Countless Muslim women around the world today are standing up and demanding their rights to freedom and equality under both secular and Islamic law. These feminist jihadists can be found in every corner of the globe. From France to Afghanistan to Sudan, brave Muslimahs are refusing to be told what they can and cannot do, say or wear.
Before I introduce you to some of fearless modern feminist jihadists in upcoming posts, I want to first honor the original feminist jihadist and first convert to Islam: Khadijah bint Khuwaylid, also known as Khadija al-Kubra or Khadija the Great.
A wealthy and powerful businesswoman in 6th century Mecca, she was the Prophet Muhammad’s employer before she became his wife. Roughly 15 years his senior, Khadija proposed marriage to the Prophet and he accepted.
After receiving his first revelation from the Angel Gabriel while meditating in the cave of Hira, the Prophet Muhammad was terrified that he’d lost his mind. He immediately ran home from the cave to Khadija and collapsed into her arms. “Cover me,” he said to her, and she did. She held and comforted him as he trembled, overcome with fear. Unlike the Prophet, Khadija was convinced of the veracity of his revelation. It was she who assured him that he had indeed received a message from God, and in doing so, Khadija forever changed the course of human history.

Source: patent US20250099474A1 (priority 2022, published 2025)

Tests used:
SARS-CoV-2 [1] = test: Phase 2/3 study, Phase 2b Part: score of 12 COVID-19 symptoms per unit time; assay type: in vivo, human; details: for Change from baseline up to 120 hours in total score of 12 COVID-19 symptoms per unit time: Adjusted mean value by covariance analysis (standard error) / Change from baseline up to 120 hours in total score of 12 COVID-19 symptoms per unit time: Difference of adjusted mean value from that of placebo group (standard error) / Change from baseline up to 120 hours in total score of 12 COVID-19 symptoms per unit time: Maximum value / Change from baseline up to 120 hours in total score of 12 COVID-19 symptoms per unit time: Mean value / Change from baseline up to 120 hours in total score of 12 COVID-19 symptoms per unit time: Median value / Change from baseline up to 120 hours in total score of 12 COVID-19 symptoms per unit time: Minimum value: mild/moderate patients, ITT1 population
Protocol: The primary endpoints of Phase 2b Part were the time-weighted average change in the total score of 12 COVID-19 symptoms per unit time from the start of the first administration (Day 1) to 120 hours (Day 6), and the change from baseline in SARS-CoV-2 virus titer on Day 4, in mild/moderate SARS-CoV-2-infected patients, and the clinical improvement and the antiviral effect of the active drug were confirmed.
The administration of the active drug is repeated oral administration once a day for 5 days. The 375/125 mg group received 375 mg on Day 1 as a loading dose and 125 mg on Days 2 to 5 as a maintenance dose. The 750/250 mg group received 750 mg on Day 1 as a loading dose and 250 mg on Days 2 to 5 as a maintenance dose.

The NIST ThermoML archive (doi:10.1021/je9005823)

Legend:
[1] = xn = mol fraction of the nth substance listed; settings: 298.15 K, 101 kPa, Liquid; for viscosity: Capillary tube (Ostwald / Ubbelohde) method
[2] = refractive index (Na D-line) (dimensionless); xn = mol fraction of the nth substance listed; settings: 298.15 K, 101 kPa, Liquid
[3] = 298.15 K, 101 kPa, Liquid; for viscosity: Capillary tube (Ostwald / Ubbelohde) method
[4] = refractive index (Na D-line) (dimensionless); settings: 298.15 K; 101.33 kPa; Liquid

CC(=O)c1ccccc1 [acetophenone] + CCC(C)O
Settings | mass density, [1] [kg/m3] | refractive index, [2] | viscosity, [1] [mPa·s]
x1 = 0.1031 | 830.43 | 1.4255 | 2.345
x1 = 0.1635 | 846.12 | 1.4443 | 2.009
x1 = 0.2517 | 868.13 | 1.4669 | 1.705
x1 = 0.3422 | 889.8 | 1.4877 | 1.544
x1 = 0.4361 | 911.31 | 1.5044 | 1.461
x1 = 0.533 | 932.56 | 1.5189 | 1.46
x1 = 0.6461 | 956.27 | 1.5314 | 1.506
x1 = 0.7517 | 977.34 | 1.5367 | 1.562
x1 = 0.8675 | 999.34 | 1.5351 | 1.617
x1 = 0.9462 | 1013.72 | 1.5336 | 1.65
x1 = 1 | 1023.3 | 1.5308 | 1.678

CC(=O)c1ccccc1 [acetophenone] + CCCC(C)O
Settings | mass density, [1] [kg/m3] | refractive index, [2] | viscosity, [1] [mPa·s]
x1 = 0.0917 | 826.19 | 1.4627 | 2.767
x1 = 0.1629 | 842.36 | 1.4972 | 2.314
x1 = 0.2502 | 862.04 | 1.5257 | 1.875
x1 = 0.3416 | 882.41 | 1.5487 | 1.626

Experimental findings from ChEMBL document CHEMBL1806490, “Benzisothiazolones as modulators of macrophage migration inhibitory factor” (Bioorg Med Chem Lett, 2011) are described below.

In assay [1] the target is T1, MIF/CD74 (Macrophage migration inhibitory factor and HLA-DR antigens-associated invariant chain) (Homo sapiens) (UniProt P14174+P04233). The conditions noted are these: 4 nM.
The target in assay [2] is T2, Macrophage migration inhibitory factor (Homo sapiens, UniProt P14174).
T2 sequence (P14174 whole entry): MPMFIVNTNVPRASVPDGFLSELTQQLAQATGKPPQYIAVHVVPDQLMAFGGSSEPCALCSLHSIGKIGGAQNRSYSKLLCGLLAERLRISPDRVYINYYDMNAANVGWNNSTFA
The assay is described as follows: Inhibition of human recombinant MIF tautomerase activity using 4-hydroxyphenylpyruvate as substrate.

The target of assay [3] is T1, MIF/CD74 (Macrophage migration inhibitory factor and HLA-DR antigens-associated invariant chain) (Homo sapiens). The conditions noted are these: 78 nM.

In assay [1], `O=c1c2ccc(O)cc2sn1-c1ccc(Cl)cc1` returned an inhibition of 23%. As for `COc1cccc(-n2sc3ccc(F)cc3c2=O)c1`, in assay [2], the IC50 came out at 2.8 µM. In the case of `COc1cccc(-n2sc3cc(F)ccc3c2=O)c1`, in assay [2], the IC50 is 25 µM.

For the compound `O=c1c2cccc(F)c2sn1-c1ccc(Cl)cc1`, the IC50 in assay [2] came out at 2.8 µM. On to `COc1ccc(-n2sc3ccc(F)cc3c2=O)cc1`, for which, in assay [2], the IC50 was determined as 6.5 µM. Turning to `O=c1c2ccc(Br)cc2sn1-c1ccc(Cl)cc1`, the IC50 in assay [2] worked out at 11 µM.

As an aspiring feminist jihadist, I have an enormous amount to learn from Khadija’s example, and I pray that we will all be able to live up to it. As it is, nearly 1,400 years after her death, a woman such as Khadija could not survive in modern-day Saudi Arabia, where women need consent from men for nearly everything they do, can’t drive a car and have limited personal and professional opportunities.
Defending and carrying out the legacy of Khadija is not an easy task, especially today, but looking back at her example gives us the hope and grounding that we, as Muslim women, need to move forward in reclaiming our faith and our rightful place in it.
Read more Ms. coverage on global women’s rights here.